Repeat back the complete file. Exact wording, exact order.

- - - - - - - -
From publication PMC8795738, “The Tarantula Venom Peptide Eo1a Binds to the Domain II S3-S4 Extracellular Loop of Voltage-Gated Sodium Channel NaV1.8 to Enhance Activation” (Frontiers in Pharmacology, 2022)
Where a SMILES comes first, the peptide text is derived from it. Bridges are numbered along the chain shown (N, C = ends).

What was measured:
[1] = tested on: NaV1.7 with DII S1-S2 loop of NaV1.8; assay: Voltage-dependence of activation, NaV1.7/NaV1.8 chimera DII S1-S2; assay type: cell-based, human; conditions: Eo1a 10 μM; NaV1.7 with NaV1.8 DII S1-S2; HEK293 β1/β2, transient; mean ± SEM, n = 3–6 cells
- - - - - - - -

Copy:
From publication PMC8795738, “The Tarantula Venom Peptide Eo1a Binds to the Domain II S3-S4 Extracellular Loop of Voltage-Gated Sodium Channel NaV1.8 to Enhance Activation” (Frontiers in Pharmacology, 2022)
Where a SMILES comes first, the peptide text is derived from it. Bridges are numbered along the chain shown (N, C = ends).

What was measured:
[1] = tested on: NaV1.7 with DII S1-S2 loop of NaV1.8; assay: Voltage-dependence of activation, NaV1.7/NaV1.8 chimera DII S1-S2; assay type: cell-based, human; conditions: Eo1a 10 μM; NaV1.7 with NaV1.8 DII S1-S2; HEK293 β1/β2, transient; mean ± SEM, n = 3–6 cells